Letter: Stay away from Oak Hills Kool-Aid

By Scott Kimmich

NORWALK, Conn. – Hayden “Bud” Taylor scoffs at the trees in the area where the Oak Hill Park Authority wants to build a driving range, in his July 29 letter to The Hour: “They do little to enhance the environment. Granted there are some wonderful trees that would have to be sacrificed, but their removal would allow the sun to cause better growth in the lower part of the area and eventually we would have a better buffer as a result.”

A better buffer from what? Right now there is a beautiful woodland that needs no buffer. It is an environmental asset, not a liability, and should not be “sacrificed.”

Presumably,  Mr. Taylor means a buffer to hide the hideous sight of poles and nets at least 50 feet high, around a range that does absolutely nothing to enhance the environment and does everything to ruin it.  Moreover, the planned range leaves no room for a true buffer, and how long would the neighbors have to wait until the so-called buffer “eventually” forms? Like the animals displaced by the range, those neighbors will have long moved away.

Take the wetland that Mr. Taylor describes: “… a pond only when we have heavy rain.” This is not factually accurate. The pond is a typical seasonal New England wetland that wanes in the summer when there is less rainfall overall. As such, it contributes a valuable ecosystem to our environment. That is why wetlands are protected throughout the state, and that is why the diehards on the OHPA are not going to have their way. Their plan is an environmental disaster.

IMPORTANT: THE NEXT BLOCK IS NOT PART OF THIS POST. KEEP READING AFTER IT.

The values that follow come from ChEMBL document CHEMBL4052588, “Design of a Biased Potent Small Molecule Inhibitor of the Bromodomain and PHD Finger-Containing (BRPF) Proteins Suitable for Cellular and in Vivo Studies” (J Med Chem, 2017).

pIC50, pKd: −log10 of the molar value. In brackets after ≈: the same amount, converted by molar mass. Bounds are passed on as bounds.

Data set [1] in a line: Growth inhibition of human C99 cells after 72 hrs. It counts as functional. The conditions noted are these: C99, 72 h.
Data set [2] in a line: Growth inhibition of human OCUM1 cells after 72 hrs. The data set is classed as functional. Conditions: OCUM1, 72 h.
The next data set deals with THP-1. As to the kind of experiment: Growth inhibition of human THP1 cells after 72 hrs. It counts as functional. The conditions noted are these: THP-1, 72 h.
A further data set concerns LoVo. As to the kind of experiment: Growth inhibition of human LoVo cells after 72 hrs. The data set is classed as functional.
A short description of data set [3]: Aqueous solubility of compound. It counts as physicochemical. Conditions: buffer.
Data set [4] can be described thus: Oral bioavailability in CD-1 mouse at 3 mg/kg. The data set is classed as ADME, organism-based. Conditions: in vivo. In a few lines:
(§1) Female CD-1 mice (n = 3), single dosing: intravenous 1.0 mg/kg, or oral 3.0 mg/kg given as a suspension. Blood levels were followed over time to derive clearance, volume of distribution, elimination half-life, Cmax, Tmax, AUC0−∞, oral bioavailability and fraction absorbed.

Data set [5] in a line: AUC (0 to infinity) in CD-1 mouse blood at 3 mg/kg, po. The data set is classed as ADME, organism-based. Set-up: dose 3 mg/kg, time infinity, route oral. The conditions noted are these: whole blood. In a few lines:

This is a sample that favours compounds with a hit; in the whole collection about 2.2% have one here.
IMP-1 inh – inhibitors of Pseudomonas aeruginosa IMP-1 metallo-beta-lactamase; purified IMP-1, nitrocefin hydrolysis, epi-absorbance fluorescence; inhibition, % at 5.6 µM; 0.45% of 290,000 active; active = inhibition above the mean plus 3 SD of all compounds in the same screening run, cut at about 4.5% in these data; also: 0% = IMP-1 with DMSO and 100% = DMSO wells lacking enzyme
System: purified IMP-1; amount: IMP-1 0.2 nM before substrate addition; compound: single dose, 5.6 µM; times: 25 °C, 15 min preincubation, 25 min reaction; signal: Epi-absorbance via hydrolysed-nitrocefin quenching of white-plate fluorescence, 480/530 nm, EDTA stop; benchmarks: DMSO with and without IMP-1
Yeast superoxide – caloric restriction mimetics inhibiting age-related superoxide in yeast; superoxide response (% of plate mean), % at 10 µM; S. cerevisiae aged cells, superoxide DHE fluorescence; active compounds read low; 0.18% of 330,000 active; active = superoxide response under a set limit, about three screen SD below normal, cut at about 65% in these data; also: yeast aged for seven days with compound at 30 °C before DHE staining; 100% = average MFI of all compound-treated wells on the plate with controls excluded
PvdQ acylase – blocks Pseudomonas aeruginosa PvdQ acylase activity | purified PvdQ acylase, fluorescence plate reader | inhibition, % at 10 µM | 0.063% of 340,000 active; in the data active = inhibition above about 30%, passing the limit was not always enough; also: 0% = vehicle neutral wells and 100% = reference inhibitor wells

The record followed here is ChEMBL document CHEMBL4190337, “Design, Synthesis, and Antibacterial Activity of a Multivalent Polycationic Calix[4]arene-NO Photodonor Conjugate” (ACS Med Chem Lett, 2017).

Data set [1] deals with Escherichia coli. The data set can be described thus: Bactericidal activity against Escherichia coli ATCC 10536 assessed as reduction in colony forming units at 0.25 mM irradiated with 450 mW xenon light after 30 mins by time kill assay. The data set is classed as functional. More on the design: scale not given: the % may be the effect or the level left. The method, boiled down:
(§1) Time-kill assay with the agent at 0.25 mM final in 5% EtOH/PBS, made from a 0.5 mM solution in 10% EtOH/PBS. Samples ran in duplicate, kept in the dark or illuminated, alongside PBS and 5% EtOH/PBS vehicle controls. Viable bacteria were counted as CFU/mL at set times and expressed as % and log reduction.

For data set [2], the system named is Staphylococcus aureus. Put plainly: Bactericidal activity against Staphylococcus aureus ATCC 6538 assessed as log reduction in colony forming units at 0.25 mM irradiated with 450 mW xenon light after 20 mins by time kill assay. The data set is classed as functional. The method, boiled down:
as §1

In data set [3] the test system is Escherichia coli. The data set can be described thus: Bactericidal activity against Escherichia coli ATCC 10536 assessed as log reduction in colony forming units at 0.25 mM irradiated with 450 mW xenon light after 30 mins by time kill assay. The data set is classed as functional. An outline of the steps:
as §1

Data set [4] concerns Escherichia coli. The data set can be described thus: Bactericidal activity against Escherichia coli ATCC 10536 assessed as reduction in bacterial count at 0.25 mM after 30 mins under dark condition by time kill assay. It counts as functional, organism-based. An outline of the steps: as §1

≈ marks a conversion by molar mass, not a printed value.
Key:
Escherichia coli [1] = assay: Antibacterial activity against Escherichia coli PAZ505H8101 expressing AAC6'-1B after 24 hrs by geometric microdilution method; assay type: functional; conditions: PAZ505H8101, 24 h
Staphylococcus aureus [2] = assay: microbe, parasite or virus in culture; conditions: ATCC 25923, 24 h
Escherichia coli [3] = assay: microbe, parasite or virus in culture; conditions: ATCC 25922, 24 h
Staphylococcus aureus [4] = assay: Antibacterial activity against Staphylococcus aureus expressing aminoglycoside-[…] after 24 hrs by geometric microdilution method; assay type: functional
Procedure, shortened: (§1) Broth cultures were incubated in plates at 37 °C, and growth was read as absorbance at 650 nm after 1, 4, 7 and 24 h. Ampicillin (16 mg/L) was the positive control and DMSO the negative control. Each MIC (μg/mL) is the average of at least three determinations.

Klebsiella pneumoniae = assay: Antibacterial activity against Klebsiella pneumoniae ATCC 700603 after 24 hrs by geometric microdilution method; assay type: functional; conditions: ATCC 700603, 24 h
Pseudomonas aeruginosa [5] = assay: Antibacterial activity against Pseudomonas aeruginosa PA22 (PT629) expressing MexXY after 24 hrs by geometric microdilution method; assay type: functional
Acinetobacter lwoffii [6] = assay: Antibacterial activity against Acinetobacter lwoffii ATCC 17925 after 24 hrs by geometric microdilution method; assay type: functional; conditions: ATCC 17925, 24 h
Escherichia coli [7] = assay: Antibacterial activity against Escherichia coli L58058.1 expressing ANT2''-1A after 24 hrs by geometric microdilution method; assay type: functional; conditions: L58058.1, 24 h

Only two contractors have bid on the driving range. One refuses to build on the woodland site because it is environmentally and financially unsound.  This contractor specializes in building and managing driving ranges and is well aware of the problems of siting them.

What about the only other bidder, the one who would trash the woodland? Most of his more limited experience is building golf courses, not driving ranges, and recently he has been concentrating  on building them in Egyptian deserts. Where is his environmental concern? Where is his conscience?